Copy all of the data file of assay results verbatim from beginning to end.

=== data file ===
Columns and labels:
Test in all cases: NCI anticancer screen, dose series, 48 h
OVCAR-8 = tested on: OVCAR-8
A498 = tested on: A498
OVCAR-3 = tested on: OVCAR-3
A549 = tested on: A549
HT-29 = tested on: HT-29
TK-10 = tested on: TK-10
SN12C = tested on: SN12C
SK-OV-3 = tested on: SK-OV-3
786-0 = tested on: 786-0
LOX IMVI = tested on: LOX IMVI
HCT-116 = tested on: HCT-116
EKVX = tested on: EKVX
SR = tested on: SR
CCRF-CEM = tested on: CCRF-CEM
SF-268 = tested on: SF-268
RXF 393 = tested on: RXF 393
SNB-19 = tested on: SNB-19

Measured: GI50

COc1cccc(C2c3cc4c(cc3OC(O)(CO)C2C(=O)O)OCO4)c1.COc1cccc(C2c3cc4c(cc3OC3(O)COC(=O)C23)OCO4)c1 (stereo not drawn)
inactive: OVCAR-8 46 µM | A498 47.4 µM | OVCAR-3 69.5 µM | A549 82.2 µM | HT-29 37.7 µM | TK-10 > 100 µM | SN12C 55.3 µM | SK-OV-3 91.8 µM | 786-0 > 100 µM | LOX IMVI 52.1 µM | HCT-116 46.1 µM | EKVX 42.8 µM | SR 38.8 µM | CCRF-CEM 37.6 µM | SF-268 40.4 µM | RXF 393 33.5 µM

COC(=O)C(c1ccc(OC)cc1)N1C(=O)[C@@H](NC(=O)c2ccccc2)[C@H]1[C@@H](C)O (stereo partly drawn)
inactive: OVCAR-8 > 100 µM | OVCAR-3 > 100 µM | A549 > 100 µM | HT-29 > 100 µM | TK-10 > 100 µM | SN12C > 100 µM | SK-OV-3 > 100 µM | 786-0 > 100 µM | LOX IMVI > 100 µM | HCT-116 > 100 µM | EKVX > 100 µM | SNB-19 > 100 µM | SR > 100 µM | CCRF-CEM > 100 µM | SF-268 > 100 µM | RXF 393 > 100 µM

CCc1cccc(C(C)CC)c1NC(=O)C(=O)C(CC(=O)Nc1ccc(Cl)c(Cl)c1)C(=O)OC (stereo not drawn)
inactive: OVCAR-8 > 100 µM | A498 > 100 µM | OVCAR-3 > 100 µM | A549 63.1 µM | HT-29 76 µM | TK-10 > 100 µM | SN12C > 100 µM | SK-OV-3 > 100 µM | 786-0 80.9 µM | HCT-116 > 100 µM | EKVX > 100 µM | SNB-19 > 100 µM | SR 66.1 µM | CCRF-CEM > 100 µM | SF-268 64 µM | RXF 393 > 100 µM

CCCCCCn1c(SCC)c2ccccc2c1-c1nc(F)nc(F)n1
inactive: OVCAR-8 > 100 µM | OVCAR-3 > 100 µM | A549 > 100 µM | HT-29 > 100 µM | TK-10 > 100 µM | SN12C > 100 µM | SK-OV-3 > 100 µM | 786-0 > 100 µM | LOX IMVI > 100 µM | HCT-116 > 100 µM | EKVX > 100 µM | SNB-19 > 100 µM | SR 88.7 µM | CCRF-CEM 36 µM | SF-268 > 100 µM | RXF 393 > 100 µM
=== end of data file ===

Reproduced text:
Columns and labels:
Test in all cases: NCI anticancer screen, dose series, 48 h
OVCAR-8 = tested on: OVCAR-8
A498 = tested on: A498
OVCAR-3 = tested on: OVCAR-3
A549 = tested on: A549
HT-29 = tested on: HT-29
TK-10 = tested on: TK-10
SN12C = tested on: SN12C
SK-OV-3 = tested on: SK-OV-3
786-0 = tested on: 786-0
LOX IMVI = tested on: LOX IMVI
HCT-116 = tested on: HCT-116
EKVX = tested on: EKVX
SR = tested on: SR
CCRF-CEM = tested on: CCRF-CEM
SF-268 = tested on: SF-268
RXF 393 = tested on: RXF 393
SNB-19 = tested on: SNB-19

Measured: GI50

COc1cccc(C2c3cc4c(cc3OC(O)(CO)C2C(=O)O)OCO4)c1.COc1cccc(C2c3cc4c(cc3OC3(O)COC(=O)C23)OCO4)c1 (stereo not drawn)
inactive: OVCAR-8 46 µM | A498 47.4 µM | OVCAR-3 69.5 µM | A549 82.2 µM | HT-29 37.7 µM | TK-10 > 100 µM | SN12C 55.3 µM | SK-OV-3 91.8 µM | 786-0 > 100 µM | LOX IMVI 52.1 µM | HCT-116 46.1 µM | EKVX 42.8 µM | SR 38.8 µM | CCRF-CEM 37.6 µM | SF-268 40.4 µM | RXF 393 33.5 µM

COC(=O)C(c1ccc(OC)cc1)N1C(=O)[C@@H](NC(=O)c2ccccc2)[C@H]1[C@@H](C)O (stereo partly drawn)
inactive: OVCAR-8 > 100 µM | OVCAR-3 > 100 µM | A549 > 100 µM | HT-29 > 100 µM | TK-10 > 100 µM | SN12C > 100 µM | SK-OV-3 > 100 µM | 786-0 > 100 µM | LOX IMVI > 100 µM | HCT-116 > 100 µM | EKVX > 100 µM | SNB-19 > 100 µM | SR > 100 µM | CCRF-CEM > 100 µM | SF-268 > 100 µM | RXF 393 > 100 µM

CCc1cccc(C(C)CC)c1NC(=O)C(=O)C(CC(=O)Nc1ccc(Cl)c(Cl)c1)C(=O)OC (stereo not drawn)
inactive: OVCAR-8 > 100 µM | A498 > 100 µM | OVCAR-3 > 100 µM | A549 63.1 µM | HT-29 76 µM | TK-10 > 100 µM | SN12C > 100 µM | SK-OV-3 > 100 µM | 786-0 80.9 µM | HCT-116 > 100 µM | EKVX > 100 µM | SNB-19 > 100 µM | SR 66.1 µM | CCRF-CEM > 100 µM | SF-268 64 µM | RXF 393 > 100 µM

CCCCCCn1c(SCC)c2ccccc2c1-c1nc(F)nc(F)n1
inactive: OVCAR-8 > 100 µM | OVCAR-3 > 100 µM | A549 > 100 µM | HT-29 > 100 µM | TK-10 > 100 µM | SN12C > 100 µM | SK-OV-3 > 100 µM | 786-0 > 100 µM | LOX IMVI > 100 µM | HCT-116 > 100 µM | EKVX > 100 µM | SNB-19 > 100 µM | SR 88.7 µM | CCRF-CEM 36 µM | SF-268 > 100 µM | RXF 393 > 100 µM